Last year, record sea-ice levels led to several of these specialized ships becoming trapped in the ice.

Late last month, Australia’s Prime Minister PM Malcolm Turnbull announced that a new $350 million icebreaker would be built to replace the ageing Aurora Australis which has sailed the Southern Ocean since 1989.

Kelleher said Australia and China had a rich history of cooperation in Antarctica, having shared information on the region since the mid 1980s.

“This agreement is about us pooling our capabilities, so that we can become better at forecasting where the sea ice difficulties are going to be and therefore helping navigation processes,” he said.

The last intact section of one of Antarctica’s mammoth ice shelves is weakening fast and will likely disintegrate completely in the next few years, contributing further to rising sea levels, according to a NASA study released earlier this year.

Antarctica has dozens of ice shelves – massive, glacier-fed floating platforms of ice that hang over the sea at the edge of the continent’s coast line. The largest is roughly the size of France.

Natural resources in the Antarctic include massive oil reserves with some projections suggesting oil fields of the Ross Sea in the region are second only to oil-rich Saudi Arabia.

The European Union and 24 nations, including Russia and China are members of the Commission for the Conservation of Antarctic Marine Living Resources (CCAMLR).

A CCAMLR meeting in Perth last year exposed the difference in approach to issues of food security and marine life conservation between China, Russia on one hand and the EU, US and Australia on the other.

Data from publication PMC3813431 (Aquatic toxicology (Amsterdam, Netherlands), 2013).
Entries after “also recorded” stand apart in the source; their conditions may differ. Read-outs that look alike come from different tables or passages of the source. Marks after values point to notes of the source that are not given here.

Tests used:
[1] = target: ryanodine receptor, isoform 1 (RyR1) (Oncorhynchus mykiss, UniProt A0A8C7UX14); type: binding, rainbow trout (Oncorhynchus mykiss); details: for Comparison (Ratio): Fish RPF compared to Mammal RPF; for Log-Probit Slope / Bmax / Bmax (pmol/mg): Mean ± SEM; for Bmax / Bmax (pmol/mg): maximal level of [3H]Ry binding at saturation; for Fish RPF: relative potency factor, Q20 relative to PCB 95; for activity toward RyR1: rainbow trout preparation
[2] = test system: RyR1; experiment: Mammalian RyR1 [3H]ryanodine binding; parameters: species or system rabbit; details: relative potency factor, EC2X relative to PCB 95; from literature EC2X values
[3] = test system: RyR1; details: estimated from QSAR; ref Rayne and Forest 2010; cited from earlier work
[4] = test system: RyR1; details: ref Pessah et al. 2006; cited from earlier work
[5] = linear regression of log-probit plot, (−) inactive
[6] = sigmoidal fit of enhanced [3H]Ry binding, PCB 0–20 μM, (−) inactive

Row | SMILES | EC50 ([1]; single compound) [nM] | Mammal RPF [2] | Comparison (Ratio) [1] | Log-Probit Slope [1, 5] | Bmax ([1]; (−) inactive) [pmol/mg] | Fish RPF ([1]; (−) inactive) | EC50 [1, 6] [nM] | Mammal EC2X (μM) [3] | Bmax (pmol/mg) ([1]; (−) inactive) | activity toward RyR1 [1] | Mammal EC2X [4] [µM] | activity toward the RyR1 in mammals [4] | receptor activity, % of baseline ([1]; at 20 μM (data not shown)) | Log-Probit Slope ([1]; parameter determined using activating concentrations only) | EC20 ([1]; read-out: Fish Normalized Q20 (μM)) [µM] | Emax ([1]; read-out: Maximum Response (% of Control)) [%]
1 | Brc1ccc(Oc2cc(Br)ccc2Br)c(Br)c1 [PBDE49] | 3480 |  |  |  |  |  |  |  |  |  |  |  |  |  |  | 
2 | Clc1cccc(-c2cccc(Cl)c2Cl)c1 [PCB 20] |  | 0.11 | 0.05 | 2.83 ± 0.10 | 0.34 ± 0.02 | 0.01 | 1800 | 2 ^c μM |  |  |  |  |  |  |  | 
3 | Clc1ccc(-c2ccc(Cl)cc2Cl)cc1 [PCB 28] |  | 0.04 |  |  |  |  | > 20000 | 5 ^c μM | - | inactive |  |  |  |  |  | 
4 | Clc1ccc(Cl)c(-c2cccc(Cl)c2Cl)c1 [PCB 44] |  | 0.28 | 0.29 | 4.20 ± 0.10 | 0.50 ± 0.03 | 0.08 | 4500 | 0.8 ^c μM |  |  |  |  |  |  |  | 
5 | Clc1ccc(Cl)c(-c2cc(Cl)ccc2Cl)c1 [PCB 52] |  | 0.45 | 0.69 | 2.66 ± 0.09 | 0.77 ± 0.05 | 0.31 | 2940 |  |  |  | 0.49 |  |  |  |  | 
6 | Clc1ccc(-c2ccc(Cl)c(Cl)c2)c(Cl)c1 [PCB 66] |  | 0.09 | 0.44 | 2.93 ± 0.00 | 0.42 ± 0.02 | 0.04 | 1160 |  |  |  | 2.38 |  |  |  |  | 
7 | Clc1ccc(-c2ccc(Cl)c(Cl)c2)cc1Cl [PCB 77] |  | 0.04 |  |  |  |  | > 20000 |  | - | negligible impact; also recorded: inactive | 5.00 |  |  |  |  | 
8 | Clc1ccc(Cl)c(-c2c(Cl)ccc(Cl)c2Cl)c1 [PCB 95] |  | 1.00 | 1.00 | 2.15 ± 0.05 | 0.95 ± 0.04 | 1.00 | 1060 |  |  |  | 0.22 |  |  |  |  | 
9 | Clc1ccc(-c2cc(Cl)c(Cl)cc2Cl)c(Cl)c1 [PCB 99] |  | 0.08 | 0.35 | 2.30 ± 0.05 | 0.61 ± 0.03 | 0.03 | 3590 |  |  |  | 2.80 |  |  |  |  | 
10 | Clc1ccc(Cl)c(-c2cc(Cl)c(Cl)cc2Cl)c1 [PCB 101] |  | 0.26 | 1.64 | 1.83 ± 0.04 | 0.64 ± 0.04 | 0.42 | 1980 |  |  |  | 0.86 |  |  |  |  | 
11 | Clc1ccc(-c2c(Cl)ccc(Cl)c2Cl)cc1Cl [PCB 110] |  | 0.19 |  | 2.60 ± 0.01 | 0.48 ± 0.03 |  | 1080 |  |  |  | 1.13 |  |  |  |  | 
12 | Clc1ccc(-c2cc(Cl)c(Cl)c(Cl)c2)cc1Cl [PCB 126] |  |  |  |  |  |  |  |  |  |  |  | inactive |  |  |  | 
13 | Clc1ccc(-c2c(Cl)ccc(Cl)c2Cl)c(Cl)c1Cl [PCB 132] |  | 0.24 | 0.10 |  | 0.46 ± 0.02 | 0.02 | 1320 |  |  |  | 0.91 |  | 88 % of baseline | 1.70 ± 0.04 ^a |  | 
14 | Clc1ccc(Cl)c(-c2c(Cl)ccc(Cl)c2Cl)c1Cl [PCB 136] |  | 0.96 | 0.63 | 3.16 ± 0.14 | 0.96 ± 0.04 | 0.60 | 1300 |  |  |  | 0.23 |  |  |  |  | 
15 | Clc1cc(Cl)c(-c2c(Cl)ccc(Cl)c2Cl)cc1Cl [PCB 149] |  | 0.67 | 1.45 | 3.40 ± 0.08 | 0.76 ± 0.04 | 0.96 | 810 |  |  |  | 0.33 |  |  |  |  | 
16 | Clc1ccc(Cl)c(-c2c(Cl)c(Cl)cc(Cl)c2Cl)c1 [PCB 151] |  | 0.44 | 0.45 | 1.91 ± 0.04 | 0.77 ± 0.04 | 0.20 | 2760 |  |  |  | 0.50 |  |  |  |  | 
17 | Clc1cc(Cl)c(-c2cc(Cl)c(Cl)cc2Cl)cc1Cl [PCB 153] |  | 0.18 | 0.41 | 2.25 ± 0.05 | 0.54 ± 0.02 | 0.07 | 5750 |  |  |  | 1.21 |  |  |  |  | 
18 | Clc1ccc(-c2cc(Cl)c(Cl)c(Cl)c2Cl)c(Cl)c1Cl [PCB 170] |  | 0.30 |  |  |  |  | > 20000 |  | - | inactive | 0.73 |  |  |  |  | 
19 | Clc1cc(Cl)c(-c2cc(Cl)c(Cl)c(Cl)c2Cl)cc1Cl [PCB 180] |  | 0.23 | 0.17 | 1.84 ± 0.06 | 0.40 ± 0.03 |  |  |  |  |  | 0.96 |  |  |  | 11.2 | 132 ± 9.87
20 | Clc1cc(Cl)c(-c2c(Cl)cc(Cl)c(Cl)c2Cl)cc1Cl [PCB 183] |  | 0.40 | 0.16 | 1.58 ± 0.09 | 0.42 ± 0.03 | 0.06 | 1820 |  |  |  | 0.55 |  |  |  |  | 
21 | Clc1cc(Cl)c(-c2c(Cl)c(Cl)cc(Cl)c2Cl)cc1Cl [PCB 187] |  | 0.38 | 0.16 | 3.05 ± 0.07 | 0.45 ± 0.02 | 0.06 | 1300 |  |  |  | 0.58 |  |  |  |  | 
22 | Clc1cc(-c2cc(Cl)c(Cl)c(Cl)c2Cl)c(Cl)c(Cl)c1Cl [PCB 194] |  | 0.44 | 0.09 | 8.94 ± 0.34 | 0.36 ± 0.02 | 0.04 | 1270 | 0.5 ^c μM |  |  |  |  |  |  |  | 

The region boasts of rich reserves of fish and krill.

China opened its fourth Antarctic research station, Taishan, last year, with a fifth station also being planned. The US currently has 6 stations in the Antarctic.

 

TBP and Agencies

2 Responses to China inks new pact with Australia for Antarctic research

  1. Eddy Reply

    November 9, 2015 at 9:29 am

    Hang on a second please. This article claims, to quote ” Visiting Chinese President Xi Jinping and Australian Prime Minister Tony Abbott witnessed the signing of the deal in the port city of Hobart in Tasmania state, Australia’s gateway to Antarctica.” Unquote. This same article claims to have been posted, November 9, 2015, 7:40 am .
    This simply cannot be true. Tony Abbot is NOT THE AUSTRALIAN PRIME MINISTER, has not been so now for quiet a few months.
    In fact our Prime Minister’s name is Malcom Turnbull, and I hazard to say, he’d be most upset to read this article and the false claims therein.
    May I suggest a correction is posted immediately ?

  2. Editor Reply

    November 9, 2015 at 6:03 pm

    Hi Eddy,

    The reference to the Australian prime minister came immediately following the link to the November 2014 meeting between both leaders.

    The word ‘then’ has been added for greater clarity.

    Thank you for pointing that out.

    Editor